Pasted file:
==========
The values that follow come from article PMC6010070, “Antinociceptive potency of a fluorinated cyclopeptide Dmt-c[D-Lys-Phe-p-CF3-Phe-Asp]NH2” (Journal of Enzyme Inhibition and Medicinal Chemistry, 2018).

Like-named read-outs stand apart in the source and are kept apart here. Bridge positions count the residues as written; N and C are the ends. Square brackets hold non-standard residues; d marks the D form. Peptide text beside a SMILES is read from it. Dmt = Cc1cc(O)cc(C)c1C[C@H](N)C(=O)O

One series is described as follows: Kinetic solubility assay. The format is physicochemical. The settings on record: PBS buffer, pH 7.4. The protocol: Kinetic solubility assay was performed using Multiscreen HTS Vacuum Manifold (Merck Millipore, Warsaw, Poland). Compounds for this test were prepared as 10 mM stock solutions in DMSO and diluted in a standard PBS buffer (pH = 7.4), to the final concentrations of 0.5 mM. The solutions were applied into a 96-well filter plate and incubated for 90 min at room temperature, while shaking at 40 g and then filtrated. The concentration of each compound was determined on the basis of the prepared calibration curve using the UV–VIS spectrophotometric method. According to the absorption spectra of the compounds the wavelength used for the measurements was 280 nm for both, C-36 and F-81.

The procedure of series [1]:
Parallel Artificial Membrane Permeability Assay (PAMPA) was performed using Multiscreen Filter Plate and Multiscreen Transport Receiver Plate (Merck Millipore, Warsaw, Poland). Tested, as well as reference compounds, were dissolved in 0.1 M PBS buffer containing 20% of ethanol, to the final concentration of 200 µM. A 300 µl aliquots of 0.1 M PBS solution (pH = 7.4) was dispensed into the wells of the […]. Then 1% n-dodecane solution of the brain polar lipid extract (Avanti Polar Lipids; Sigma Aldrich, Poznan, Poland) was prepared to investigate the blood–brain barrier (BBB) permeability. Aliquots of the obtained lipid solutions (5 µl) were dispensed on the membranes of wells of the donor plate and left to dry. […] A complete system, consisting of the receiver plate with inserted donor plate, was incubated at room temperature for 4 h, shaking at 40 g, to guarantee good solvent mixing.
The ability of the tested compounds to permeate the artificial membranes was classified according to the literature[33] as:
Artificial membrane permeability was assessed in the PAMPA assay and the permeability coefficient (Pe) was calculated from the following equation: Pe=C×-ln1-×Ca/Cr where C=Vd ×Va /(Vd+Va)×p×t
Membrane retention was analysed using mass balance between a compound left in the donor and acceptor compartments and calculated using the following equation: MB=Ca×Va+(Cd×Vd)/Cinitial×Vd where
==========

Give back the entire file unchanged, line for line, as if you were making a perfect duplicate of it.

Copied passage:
The values that follow come from article PMC6010070, “Antinociceptive potency of a fluorinated cyclopeptide Dmt-c[D-Lys-Phe-p-CF3-Phe-Asp]NH2” (Journal of Enzyme Inhibition and Medicinal Chemistry, 2018).

Like-named read-outs stand apart in the source and are kept apart here. Bridge positions count the residues as written; N and C are the ends. Square brackets hold non-standard residues; d marks the D form. Peptide text beside a SMILES is read from it. Dmt = Cc1cc(O)cc(C)c1C[C@H](N)C(=O)O

One series is described as follows: Kinetic solubility assay. The format is physicochemical. The settings on record: PBS buffer, pH 7.4. The protocol: Kinetic solubility assay was performed using Multiscreen HTS Vacuum Manifold (Merck Millipore, Warsaw, Poland). Compounds for this test were prepared as 10 mM stock solutions in DMSO and diluted in a standard PBS buffer (pH = 7.4), to the final concentrations of 0.5 mM. The solutions were applied into a 96-well filter plate and incubated for 90 min at room temperature, while shaking at 40 g and then filtrated. The concentration of each compound was determined on the basis of the prepared calibration curve using the UV–VIS spectrophotometric method. According to the absorption spectra of the compounds the wavelength used for the measurements was 280 nm for both, C-36 and F-81.

The procedure of series [1]:
Parallel Artificial Membrane Permeability Assay (PAMPA) was performed using Multiscreen Filter Plate and Multiscreen Transport Receiver Plate (Merck Millipore, Warsaw, Poland). Tested, as well as reference compounds, were dissolved in 0.1 M PBS buffer containing 20% of ethanol, to the final concentration of 200 µM. A 300 µl aliquots of 0.1 M PBS solution (pH = 7.4) was dispensed into the wells of the […]. Then 1% n-dodecane solution of the brain polar lipid extract (Avanti Polar Lipids; Sigma Aldrich, Poznan, Poland) was prepared to investigate the blood–brain barrier (BBB) permeability. Aliquots of the obtained lipid solutions (5 µl) were dispensed on the membranes of wells of the donor plate and left to dry. […] A complete system, consisting of the receiver plate with inserted donor plate, was incubated at room temperature for 4 h, shaking at 40 g, to guarantee good solvent mixing.
The ability of the tested compounds to permeate the artificial membranes was classified according to the literature[33] as:
Artificial membrane permeability was assessed in the PAMPA assay and the permeability coefficient (Pe) was calculated from the following equation: Pe=C×-ln1-×Ca/Cr where C=Vd ×Va /(Vd+Va)×p×t
Membrane retention was analysed using mass balance between a compound left in the donor and acceptor compartments and calculated using the following equation: MB=Ca×Va+(Cd×Vd)/Cinitial×Vd where